Exclusive by Stephen Breen
23 January 2005

Exiled terror chief Johnny 'Mad Dog' Adair has held a secret meeting with a top UDA man to discuss his possible return to Ulster.

Senior security sources told Sunday Life Adair - along with sidekick Gary 'Smickers' Smith - travelled to Scotland to attend the terror summit.

We understand the meeting was held in the village of Campbelltown.

Sources said the leading UDA figure was hidden in a fishing boat that travelled across from Co Down.

Adair is believed to have made the journey by car from Bolton, just two days after his release from Maghaberry Prison.

It is not clear who arranged the meeting, or if any of the UDA's six brigadiers were in attendance.

But sources say the discussion lasted for around two hours, before Adair returned to his new home in the north west of England.

This latest development comes after Adair denied reports he'd been in contact with east Belfast UDA leader Jim Gray, in a bid to end his bloody feud with the terror group.

Speaking to Sunday Life last night, the ousted terror boss refused to confirm if he had made the journey to Scotland.

Said Adair: "It would be very unprofessional of me to tell Sunday Life who I have met, or where I have been since my release.

"I'm not saying anything about this supposed meeting in Campbelltown, because I have to protect my security and the security of anyone I may be meeting.

"If there was a meeting like this, I would expect it to be a lot 'tighter', and would be surprised if the Press had got wind of it.

"There have been reports in the past about people I will be meeting, and they haven't been a million miles away from the truth, but I can't elaborate, for obvious reasons.

"I can't comment on this story or my future plans, because my priority right now is to give 100 per cent attention to my wife, who is very ill."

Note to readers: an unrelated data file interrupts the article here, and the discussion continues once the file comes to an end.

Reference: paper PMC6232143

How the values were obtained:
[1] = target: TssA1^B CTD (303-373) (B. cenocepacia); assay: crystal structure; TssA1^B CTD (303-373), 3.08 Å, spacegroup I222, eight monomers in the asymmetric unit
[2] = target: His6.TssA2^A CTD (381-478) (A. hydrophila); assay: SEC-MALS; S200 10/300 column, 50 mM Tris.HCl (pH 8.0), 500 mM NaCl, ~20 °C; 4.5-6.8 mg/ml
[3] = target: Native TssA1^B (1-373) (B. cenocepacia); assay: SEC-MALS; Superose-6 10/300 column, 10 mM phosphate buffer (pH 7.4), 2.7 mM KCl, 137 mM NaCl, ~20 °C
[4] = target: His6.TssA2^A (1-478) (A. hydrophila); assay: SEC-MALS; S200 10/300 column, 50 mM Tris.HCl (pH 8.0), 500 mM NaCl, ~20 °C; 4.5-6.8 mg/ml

The Shankill loyalist also denied reports he had abandoned plans to make a secret visit to Belfast last Thursday, at the last minute.

Added Adair: "They said I was in the Shankill, north Belfast and in the Woodvale area, but I'm still in Bolton.

"I'm not going to say if I was planning to go to Belfast last week . . . why would I want everyone knowing what I'm doing? People can speculate all they want, but the only person who knows what I'm doing next is Johnny Adair."


Andre Shoukri
UDA's North Belfast 'brigadier' Andre Shoukri

Knockout Event

UDA Heavyweight Squares Up To Christian Fighter For Charity

23 January 2005

It's the most anticipated big fight night ever in north Belfast.

And, for a change, loyalist paramilitaries will be throwing their weight around for good reasons.

Even the UDA's North Belfast 'brigadier' Andre Shoukri has agreed to put his reputation, and his pride, on the line, and risk a knockout blow for charity.

Already £7,000 been raised for the Children's Hospice, through ticket sales for a boxing extravaganza at the Ballysillan Leisure Centre, on February 25, which will feature 24 fighters, including some paramilitaries, in a dozen bouts.

But without doubt, it is Shoukri versus Christian crusader, Michael Cousins, that tops the bill.

Not surprisingly, many want to see whether the UDA's sharp-suited top man will be dumped on his pants by the Elim Church Sunday school teacher, who had a reputation as a ferocious street fighter.

Local legend has it that in the days before he became a born-again Christian, Michael floored two paratroopers, who picked on a much smaller opponent during a football match.

In between sparring at Stormont last week with Tony Blair's top political adviser, Jonathan Powell, Shoukri told Sunday Life why he was putting his reputation on the line.

"It's all change up here," claimed the 27-year-old.

"Bad things that were being done have been stopped.

"We're getting the ear-ache from Johnny Adair about him coming back to face people, but we're not bothered about him.

"The evening in Ballysillan Leisure Centre is all about raising money for charity.

"Men have been in the gym putting their efforts into getting fit, and I've been doing my training."

Tipping the scales at just under 16 stone, Shoukri looks lean and fit, but he's guarded about how he'll approach the three-round contest.

Will punters see the Shoukri shuffle or will it be 'slugger Shoukri'?

"No, I'm not going there," he said.

"I'm not saying anything about how I'll approach this bout. Michael is a formidable opponent. He's probably the most dangerous street fighter in Belfast.

"He has floored loads of people in street fights, and he has a reputation that is well documented before he became a Christian."

Did he think people would cheer if he was dumped on his pants?